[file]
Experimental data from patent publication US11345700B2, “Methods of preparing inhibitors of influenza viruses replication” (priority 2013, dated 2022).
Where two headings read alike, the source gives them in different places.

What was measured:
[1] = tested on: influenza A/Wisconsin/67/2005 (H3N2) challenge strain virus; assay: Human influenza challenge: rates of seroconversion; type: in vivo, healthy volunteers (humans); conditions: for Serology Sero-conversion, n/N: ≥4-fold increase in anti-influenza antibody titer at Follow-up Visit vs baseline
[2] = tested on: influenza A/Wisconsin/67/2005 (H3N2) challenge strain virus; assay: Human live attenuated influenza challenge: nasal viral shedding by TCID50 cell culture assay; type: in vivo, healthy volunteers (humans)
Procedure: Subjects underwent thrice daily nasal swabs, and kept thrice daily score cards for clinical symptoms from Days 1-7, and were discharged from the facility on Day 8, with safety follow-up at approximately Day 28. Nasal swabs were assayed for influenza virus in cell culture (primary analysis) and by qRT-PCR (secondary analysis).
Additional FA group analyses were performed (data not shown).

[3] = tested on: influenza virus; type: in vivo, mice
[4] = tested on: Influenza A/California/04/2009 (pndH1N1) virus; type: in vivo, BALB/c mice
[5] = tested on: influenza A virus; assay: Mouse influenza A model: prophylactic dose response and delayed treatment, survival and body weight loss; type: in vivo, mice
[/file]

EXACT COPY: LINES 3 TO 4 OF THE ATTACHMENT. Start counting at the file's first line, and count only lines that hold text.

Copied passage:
What was measured:
[1] = tested on: influenza A/Wisconsin/67/2005 (H3N2) challenge strain virus; assay: Human influenza challenge: rates of seroconversion; type: in vivo, healthy volunteers (humans); conditions: for Serology Sero-conversion, n/N: ≥4-fold increase in anti-influenza antibody titer at Follow-up Visit vs baseline